When a Japanese couple asked architects Takaharu and Yui Tezuka to design a small home that would evoke the Italian love of food, informal gatherings, and natural settings, the result was la dolce vita in Tokyo.
The entire interior wall opens, extending the house visually and socially into the small garden that lies between the multigenerational family’s two homes. The boys’ favorite feature is the soccer goalpost (which doubles as clothesline).
The magic wall-disappearing act is accomplished by means of sliding glass panels, which the family tends to leave open almost year-round. Miharu Higashibata says she feels the new home has strengthened the family bond through shared activities like cooking and gardening.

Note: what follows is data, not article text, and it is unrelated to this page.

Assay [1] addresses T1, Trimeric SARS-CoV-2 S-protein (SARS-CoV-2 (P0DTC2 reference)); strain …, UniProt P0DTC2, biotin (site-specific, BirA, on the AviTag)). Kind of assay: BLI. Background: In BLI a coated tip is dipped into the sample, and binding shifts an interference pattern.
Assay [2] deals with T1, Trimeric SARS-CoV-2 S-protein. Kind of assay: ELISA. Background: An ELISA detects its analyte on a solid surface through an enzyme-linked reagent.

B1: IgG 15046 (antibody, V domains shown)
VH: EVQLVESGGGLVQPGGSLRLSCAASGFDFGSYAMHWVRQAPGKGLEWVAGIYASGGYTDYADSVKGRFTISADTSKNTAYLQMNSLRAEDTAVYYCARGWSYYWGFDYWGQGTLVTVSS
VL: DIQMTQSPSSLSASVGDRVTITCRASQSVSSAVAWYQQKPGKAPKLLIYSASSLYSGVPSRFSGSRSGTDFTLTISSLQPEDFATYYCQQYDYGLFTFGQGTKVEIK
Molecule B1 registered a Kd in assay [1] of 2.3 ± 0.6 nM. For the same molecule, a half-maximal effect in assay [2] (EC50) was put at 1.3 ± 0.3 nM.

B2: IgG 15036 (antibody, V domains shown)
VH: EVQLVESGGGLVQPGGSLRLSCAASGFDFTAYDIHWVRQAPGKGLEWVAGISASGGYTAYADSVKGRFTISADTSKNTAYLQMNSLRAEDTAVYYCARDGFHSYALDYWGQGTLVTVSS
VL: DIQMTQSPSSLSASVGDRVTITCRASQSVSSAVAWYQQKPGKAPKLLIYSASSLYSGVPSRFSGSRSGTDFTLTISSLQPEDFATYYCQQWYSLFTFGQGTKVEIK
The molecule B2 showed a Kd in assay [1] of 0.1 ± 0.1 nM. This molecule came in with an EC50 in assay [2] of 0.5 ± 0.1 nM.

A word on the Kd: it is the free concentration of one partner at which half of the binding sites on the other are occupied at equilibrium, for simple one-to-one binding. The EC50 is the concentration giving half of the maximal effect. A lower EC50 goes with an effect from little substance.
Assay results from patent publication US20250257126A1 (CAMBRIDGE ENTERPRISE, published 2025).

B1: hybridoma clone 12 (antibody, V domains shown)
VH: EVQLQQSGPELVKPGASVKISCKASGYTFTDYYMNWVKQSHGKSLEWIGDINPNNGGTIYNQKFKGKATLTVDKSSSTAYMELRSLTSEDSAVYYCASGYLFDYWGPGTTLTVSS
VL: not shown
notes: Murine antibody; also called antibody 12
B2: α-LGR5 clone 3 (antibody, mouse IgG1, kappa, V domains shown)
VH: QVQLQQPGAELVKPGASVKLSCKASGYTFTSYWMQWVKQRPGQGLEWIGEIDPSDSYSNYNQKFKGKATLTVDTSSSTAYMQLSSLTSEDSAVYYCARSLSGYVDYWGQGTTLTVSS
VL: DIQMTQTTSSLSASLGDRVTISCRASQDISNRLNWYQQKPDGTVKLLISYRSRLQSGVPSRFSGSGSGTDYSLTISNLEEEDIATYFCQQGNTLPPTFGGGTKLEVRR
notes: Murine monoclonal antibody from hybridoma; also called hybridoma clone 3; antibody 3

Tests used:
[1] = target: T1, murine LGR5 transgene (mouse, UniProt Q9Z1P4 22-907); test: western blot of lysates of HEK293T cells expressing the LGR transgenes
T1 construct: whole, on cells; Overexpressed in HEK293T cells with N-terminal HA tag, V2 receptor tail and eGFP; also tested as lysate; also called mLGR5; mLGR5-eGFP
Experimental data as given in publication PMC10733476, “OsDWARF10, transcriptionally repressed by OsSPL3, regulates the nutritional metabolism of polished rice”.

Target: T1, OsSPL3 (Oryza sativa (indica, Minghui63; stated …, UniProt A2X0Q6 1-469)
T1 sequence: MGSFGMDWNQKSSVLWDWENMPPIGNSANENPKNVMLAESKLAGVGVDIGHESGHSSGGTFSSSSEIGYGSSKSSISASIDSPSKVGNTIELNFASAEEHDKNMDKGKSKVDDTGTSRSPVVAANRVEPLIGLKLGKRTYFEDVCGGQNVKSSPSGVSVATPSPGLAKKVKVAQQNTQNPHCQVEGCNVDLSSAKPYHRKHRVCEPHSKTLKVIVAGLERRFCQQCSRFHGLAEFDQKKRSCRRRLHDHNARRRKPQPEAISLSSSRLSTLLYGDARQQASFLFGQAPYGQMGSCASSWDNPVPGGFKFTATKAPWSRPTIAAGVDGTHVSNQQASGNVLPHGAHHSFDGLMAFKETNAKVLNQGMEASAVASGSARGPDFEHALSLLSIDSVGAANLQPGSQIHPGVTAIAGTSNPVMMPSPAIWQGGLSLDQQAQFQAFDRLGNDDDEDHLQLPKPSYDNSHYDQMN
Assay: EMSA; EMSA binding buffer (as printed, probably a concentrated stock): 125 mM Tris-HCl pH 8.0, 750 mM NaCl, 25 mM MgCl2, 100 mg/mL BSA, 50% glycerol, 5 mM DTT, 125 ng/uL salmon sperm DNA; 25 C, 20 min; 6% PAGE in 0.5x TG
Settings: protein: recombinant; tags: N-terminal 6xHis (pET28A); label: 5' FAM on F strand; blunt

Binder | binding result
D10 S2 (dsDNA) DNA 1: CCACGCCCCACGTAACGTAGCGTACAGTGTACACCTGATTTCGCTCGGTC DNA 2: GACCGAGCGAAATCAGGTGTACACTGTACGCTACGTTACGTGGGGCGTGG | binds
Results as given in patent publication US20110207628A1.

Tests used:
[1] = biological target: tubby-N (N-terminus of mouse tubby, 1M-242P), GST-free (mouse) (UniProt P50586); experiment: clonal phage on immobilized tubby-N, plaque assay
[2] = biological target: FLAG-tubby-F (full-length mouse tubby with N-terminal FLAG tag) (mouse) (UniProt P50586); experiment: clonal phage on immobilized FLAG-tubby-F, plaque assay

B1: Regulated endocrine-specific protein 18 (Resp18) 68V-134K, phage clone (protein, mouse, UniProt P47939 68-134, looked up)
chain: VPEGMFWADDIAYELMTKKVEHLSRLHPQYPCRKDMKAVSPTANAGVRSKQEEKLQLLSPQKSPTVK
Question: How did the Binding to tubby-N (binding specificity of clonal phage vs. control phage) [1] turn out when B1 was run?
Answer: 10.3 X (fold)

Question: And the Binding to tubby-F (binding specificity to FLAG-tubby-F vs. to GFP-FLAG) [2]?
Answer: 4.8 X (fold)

Hidekazu Higashibata wanted to recreate the same sort of feeling he’d experienced on trips to Italy—a long table, leisurely meals, and lengthy conversations. The boys discovered the home’s “second story” on top of the cabinetry and, armed with a ladder, like to perch there for better views.
The official “living room” may be the least-frequented locale, since the house and garden combine to create one big, interconnected living space. The whole was conceived as a modern take on the traditional Japanese sheltered veranda, or “engawa.”